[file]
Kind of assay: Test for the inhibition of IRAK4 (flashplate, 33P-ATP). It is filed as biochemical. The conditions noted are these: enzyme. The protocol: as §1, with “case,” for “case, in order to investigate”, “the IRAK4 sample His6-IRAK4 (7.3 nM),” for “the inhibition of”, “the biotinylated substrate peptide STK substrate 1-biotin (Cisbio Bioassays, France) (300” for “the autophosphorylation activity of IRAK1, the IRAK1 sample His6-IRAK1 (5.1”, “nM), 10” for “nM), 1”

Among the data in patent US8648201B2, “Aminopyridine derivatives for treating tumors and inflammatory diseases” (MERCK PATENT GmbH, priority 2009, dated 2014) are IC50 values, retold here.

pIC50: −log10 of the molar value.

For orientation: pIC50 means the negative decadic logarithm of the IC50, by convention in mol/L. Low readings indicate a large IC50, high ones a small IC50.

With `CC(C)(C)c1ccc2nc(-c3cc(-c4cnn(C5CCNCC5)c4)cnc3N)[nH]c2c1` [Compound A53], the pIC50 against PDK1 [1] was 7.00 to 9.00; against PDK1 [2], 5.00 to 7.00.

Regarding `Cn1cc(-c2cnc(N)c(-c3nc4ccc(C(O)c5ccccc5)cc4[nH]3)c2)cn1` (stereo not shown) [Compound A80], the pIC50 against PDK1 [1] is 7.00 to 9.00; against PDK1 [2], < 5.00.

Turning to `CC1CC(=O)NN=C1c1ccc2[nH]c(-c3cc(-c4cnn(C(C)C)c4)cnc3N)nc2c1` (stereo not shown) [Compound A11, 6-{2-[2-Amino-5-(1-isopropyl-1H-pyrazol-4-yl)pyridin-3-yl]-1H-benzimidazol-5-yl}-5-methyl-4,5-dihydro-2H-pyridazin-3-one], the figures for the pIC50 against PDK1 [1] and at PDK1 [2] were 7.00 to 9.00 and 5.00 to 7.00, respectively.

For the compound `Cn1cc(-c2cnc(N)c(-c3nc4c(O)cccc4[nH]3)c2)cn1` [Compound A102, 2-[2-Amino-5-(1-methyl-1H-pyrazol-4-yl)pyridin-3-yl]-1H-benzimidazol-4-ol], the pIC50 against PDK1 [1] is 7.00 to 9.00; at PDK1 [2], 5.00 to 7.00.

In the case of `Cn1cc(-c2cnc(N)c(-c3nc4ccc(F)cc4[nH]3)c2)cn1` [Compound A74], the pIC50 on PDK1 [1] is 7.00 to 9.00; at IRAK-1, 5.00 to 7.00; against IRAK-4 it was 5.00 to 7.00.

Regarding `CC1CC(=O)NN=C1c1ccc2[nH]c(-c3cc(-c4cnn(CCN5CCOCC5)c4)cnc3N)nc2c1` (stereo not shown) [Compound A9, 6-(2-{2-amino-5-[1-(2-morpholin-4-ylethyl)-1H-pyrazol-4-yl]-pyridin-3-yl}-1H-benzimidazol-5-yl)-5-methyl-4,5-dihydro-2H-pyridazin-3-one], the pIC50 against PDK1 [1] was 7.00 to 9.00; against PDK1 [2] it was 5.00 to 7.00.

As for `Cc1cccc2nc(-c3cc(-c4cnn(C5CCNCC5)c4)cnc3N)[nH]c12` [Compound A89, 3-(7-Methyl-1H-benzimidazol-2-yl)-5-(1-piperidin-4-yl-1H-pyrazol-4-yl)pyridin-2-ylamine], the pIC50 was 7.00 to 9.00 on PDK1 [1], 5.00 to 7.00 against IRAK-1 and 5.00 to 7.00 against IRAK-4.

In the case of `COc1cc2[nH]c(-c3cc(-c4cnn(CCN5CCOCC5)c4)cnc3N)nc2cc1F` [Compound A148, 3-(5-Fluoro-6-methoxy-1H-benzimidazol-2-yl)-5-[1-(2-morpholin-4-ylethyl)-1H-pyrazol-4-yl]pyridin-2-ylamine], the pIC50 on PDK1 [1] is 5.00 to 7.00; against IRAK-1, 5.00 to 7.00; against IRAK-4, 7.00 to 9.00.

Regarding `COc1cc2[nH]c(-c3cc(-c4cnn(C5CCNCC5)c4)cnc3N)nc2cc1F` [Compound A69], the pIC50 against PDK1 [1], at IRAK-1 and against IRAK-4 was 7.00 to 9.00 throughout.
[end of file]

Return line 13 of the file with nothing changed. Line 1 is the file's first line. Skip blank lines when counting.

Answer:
Regarding `COc1cc2[nH]c(-c3cc(-c4cnn(C5CCNCC5)c4)cnc3N)nc2cc1F` [Compound A69], the pIC50 against PDK1 [1], at IRAK-1 and against IRAK-4 was 7.00 to 9.00 throughout.